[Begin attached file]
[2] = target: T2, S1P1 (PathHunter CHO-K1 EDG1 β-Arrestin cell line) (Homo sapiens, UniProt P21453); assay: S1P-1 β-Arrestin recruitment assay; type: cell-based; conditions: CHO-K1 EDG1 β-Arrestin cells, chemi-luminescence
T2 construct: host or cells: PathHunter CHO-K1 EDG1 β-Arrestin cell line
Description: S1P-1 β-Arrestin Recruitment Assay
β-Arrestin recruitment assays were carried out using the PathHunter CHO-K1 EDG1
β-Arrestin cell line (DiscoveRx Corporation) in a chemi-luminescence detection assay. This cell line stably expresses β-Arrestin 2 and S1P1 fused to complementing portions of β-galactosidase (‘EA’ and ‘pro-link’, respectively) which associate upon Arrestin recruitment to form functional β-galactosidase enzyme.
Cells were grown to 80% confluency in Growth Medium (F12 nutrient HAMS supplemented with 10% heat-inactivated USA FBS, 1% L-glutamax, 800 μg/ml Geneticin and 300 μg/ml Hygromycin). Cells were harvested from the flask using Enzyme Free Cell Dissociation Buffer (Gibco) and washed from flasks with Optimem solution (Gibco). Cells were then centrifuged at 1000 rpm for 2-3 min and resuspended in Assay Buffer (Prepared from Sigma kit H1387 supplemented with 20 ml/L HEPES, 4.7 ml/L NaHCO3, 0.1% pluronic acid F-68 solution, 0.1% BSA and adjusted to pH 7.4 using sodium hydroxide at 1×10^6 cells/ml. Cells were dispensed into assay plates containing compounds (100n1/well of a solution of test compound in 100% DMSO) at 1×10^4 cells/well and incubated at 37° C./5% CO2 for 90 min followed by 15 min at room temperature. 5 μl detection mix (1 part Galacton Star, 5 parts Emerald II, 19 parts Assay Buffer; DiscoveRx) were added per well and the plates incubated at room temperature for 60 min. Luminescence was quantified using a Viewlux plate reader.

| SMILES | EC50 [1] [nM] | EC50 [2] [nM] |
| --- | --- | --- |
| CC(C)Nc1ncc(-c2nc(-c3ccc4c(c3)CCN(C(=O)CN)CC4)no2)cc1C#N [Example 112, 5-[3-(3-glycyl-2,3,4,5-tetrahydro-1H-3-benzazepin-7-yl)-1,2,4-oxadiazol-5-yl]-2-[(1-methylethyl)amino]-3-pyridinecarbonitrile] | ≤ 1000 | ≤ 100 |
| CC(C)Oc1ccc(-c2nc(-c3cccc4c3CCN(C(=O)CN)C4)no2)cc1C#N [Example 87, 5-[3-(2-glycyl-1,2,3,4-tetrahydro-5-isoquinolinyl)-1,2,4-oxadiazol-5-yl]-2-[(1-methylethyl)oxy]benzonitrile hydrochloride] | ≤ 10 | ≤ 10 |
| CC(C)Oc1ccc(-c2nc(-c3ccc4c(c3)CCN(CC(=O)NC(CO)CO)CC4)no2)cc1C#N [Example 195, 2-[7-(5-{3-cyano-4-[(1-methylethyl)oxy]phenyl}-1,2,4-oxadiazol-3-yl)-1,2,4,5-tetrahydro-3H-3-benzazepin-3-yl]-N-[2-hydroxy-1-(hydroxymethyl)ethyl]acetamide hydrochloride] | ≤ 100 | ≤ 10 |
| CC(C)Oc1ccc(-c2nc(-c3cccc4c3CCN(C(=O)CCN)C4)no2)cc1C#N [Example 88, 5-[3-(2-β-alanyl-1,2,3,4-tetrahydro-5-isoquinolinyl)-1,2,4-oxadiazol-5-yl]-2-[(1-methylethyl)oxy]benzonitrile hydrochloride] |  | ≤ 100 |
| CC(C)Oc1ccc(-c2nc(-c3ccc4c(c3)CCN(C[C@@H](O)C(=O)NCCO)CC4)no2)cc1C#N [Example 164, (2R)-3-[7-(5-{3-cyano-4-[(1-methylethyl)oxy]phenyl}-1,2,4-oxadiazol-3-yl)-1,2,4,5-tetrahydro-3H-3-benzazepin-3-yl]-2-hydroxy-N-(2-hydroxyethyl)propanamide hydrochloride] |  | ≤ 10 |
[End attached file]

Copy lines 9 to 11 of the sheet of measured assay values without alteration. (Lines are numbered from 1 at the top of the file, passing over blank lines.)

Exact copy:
| CC(C)Nc1ncc(-c2nc(-c3ccc4c(c3)CCN(C(=O)CN)CC4)no2)cc1C#N [Example 112, 5-[3-(3-glycyl-2,3,4,5-tetrahydro-1H-3-benzazepin-7-yl)-1,2,4-oxadiazol-5-yl]-2-[(1-methylethyl)amino]-3-pyridinecarbonitrile] | ≤ 1000 | ≤ 100 |
| CC(C)Oc1ccc(-c2nc(-c3cccc4c3CCN(C(=O)CN)C4)no2)cc1C#N [Example 87, 5-[3-(2-glycyl-1,2,3,4-tetrahydro-5-isoquinolinyl)-1,2,4-oxadiazol-5-yl]-2-[(1-methylethyl)oxy]benzonitrile hydrochloride] | ≤ 10 | ≤ 10 |
| CC(C)Oc1ccc(-c2nc(-c3ccc4c(c3)CCN(CC(=O)NC(CO)CO)CC4)no2)cc1C#N [Example 195, 2-[7-(5-{3-cyano-4-[(1-methylethyl)oxy]phenyl}-1,2,4-oxadiazol-3-yl)-1,2,4,5-tetrahydro-3H-3-benzazepin-3-yl]-N-[2-hydroxy-1-(hydroxymethyl)ethyl]acetamide hydrochloride] | ≤ 100 | ≤ 10 |